One of our first projects after moving into the house was to install a closet system. We did a simple bar and shelf, which I (of course) measured one part wrong and ended up messing the entire thing up. We have lived with it for the past 2 years, but the weekend before my board exam I decided it was time for an update (and a study break). Before the update, only some of our clothes fit in the closet and we had to use the spare closet for the opposite season storage. J and I are both tall, so I decided to raise the bar and shelf and then add a small 1/2 bar under one side. This has worked out perfectly and we can fit ALL of our clothes in one closet. Plus, I measured right this time (for the most part) so nothing is sagging or half falling down.
We have been working hard to update all of the trim in the house. I removed most of the trim and was responsible for sanding and staining the new trim. J was responsible for cutting and installing the new trim. All in all, I think we had a nice set-up and we probably split the jobs pretty evenly. Plus, J is a perfectionist, where I like to get the most done as possible in a given amount of time (which doesn’t jive well with precision). Our division of responsibility let us both work with our strengths :).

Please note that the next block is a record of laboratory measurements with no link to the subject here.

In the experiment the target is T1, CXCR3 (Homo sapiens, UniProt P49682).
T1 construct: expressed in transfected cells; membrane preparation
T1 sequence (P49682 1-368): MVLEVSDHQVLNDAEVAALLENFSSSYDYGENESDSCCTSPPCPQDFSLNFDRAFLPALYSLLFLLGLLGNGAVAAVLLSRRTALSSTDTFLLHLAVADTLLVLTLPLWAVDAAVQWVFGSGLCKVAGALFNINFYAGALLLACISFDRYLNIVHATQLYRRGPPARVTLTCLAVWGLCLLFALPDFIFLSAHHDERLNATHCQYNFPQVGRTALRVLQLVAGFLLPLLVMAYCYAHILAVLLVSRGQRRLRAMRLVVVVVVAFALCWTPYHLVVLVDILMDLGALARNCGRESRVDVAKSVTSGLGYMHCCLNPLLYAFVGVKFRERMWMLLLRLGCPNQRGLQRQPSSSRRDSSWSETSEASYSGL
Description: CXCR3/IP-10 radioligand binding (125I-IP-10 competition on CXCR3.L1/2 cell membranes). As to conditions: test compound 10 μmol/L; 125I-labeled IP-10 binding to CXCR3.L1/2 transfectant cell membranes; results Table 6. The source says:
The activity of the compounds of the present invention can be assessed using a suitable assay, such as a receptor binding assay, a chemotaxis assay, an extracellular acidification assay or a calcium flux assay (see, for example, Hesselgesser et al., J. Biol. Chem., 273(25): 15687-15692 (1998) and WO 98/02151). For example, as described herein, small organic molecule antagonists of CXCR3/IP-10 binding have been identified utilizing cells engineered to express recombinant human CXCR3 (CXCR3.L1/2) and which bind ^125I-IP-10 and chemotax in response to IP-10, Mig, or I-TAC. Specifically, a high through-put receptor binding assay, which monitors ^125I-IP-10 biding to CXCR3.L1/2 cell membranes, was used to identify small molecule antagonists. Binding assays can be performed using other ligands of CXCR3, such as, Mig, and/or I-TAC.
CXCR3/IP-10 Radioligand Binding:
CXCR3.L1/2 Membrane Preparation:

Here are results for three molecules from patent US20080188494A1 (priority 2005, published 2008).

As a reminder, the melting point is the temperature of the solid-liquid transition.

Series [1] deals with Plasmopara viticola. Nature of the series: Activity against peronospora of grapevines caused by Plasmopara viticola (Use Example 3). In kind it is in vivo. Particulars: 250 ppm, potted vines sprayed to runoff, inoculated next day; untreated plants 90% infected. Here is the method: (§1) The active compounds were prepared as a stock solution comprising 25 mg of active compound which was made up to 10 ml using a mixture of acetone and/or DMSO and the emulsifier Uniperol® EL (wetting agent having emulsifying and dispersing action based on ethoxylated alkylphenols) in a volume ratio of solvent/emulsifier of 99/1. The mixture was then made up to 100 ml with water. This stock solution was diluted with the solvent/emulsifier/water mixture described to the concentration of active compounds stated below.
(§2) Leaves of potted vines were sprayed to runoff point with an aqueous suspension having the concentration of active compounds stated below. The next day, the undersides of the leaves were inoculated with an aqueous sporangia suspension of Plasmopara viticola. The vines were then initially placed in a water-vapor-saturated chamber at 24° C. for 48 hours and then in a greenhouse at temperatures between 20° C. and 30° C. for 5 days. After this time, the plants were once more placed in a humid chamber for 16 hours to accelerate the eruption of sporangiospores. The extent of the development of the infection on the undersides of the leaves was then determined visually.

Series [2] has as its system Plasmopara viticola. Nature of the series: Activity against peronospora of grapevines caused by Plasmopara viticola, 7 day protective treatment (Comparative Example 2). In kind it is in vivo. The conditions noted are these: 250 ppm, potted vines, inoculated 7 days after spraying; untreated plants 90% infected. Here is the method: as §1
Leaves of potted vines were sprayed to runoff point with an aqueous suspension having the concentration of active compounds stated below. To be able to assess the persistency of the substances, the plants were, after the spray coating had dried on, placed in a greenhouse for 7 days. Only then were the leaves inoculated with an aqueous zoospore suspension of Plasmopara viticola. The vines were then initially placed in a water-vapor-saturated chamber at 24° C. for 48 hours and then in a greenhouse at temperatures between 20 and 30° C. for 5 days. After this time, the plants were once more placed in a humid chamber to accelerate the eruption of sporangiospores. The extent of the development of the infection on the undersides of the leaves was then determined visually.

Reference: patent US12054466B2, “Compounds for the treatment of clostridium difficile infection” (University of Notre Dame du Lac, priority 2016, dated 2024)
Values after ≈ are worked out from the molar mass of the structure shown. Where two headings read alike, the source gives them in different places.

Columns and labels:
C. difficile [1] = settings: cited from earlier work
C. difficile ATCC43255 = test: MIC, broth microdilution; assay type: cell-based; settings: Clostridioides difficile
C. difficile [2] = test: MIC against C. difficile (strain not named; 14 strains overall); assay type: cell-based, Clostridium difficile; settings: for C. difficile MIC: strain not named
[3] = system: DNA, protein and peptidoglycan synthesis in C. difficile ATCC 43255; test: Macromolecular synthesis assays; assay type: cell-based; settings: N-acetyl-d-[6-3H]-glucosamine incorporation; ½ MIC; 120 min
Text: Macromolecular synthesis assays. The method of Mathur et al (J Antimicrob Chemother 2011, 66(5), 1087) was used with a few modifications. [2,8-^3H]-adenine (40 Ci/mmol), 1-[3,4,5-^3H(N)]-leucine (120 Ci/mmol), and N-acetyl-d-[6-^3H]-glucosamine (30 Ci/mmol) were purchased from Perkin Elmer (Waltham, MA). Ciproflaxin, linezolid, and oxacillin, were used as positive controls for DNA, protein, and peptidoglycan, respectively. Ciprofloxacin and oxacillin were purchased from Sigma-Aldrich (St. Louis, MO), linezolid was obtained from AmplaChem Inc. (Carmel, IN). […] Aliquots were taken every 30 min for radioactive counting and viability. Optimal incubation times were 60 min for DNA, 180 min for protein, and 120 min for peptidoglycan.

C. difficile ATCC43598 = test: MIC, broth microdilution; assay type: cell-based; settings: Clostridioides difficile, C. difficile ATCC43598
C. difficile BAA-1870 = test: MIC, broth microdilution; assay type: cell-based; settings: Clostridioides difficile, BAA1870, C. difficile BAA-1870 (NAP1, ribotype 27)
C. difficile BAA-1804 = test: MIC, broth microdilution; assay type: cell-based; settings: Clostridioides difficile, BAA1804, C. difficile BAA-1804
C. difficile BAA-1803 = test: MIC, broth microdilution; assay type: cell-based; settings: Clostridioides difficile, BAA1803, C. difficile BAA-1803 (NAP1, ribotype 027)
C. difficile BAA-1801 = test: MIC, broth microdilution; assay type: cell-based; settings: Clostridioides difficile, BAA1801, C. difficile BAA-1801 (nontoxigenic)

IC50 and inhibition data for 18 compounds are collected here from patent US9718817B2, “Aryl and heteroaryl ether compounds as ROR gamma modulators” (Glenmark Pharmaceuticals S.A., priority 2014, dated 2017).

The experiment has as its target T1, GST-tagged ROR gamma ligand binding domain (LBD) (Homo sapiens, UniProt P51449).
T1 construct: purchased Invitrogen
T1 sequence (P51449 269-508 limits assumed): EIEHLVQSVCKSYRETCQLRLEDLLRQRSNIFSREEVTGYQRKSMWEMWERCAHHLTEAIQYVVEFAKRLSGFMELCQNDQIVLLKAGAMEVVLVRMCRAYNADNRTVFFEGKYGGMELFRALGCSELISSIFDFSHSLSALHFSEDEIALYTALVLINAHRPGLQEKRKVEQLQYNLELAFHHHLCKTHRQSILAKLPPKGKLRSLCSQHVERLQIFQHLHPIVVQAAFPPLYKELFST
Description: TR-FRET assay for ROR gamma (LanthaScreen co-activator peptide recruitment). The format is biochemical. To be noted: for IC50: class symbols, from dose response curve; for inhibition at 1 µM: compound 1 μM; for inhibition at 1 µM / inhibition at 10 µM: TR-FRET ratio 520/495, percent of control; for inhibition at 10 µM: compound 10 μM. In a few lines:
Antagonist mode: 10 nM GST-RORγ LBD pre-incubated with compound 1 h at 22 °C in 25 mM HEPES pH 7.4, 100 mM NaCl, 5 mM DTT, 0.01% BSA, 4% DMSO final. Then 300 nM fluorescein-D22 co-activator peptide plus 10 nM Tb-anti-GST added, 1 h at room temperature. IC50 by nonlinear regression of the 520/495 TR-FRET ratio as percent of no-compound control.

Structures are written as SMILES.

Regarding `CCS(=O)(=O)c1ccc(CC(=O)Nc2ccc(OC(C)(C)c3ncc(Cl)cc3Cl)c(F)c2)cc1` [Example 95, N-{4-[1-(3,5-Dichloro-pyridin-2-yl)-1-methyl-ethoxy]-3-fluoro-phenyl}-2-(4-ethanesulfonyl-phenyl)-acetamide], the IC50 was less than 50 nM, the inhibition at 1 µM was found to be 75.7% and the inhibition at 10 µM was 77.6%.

We have changed out all of the window trim in the house. I think this picture gives a great side-by-side comparison.